Table 1Formulated ingredient and analyzed nutrient composition of the 3 pelleted feeds used to compose the 5 solid feed treatments
      ItemPellet type
      Low fatHigh-fat extrudedHigh-fat single pellet
      Ingredient, % of DM
       Corn34.712.530.2
       Soybean hulls13.611
       Wheat9.710.210
       Corn gluten meal7.315.89
       Soybean meal8.2108.5
       Hydrogenated palm fatty acids408
       Beet pulp7.666.7
       Wheat middlings6.65.3
       Beet molasses4.41.84.4
       Rapeseed meal54
       Limestone1.51.51.4
       Magnesium oxide0.20.40.2
       Sodium chloride0.70.80.7
       Monocalcium phosphate0.10.70.1
       Mineral and vitamin premix
      Premix (provided per kilogram of concentrate): 10,476 IU/kg of vitamin A; 2,381 IU/kg of vitamin D3; 27 mg/kg of vitamin E; 0.3 mg/kg of Co (CoCO3); 0.95 mg/kg of I (CaI); 129 mg/kg of Fe (FeSO4); 19 mg/kg of Mn (MnO); 32 mg/kg of Zn (ZnO); 19 mg/kg of Cu (CuSO4); and 0.30 mg/kg of Se (NaSe).
      0.40.40.4
      Nutrient composition
       CP, %17.117.317.1
       NDF, %29.56.924.4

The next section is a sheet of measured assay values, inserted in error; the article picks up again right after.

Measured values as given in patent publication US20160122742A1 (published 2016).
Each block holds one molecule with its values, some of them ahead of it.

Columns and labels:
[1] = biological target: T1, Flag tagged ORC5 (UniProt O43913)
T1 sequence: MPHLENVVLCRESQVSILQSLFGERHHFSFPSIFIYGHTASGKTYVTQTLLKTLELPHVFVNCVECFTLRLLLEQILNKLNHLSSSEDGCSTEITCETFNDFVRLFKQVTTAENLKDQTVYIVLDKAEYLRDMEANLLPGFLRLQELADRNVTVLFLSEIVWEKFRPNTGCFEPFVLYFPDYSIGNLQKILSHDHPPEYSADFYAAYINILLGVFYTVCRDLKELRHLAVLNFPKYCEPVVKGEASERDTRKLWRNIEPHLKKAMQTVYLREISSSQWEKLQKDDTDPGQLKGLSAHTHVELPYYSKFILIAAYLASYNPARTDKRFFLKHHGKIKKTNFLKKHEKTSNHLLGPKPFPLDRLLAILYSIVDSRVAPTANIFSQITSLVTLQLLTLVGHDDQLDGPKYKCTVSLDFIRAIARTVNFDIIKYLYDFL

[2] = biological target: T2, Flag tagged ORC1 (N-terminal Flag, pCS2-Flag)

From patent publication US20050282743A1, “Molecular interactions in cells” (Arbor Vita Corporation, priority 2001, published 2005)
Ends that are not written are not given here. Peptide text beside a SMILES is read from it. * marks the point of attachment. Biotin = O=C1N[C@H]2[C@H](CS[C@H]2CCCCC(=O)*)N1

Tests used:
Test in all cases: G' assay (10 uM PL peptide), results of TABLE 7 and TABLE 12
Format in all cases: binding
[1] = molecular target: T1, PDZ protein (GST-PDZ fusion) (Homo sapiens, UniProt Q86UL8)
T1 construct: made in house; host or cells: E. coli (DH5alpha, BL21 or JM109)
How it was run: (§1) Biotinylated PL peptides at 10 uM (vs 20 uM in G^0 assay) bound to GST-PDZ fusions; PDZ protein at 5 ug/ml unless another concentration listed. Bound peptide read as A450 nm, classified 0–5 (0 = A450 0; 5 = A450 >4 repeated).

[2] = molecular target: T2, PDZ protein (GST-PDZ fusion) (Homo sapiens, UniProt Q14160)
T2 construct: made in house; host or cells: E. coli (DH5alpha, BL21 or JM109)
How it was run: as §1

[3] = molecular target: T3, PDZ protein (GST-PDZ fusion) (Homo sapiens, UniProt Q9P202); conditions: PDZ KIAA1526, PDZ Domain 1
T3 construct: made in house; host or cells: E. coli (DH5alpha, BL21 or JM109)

ADF, %14.93.3312.8
       Ether extract, %3.337.511.0
       Ash, %6.25.35.9
       NFC, %43.933.041.6
       ME, Mcal/kg2.625.143.12
      1 Premix (provided per kilogram of concentrate): 10,476 IU/kg of vitamin A; 2,381 IU/kg of vitamin D3; 27 mg/kg of vitamin E; 0.3 mg/kg of Co (CoCO3); 0.95 mg/kg of I (CaI); 129 mg/kg of Fe (FeSO4); 19 mg/kg of Mn (MnO); 32 mg/kg of Zn (ZnO); 19 mg/kg of Cu (CuSO4); and 0.30 mg/kg of Se (NaSe).
      Table 2Pellet mix and analyzed nutrient composition of the 5 solid feed treatments
      ItemStarter feed
      Control = 100% low-fat pellet; 90:10 = 90% low-fat, 10% high-fat; 80:20 = 80% control, 20% high-fat; 70:30 = 70% control, 30% high-fat; HFSP = high-fat single pellet.
      Control90:1080:2070:30HFSP
      Ingredient, % of total starter feed
       Low-fat pellet100908070
       High-fat extruded pellet102030
       High-fat single pellet100
      Nutrient, DM basis
       CP, %17.117.117.117.217.1
       NDF, %29.527.425.122.624.4
       ADF, %14.913.712.411.312.8
       Ether extract, %3.36.810.113.411.0
       Ash, %6.26.16.05.95.9
       NFC, %43.942.841.740.641.6
       ME,
      Calculated following NRC (2001).
      Mcal/kg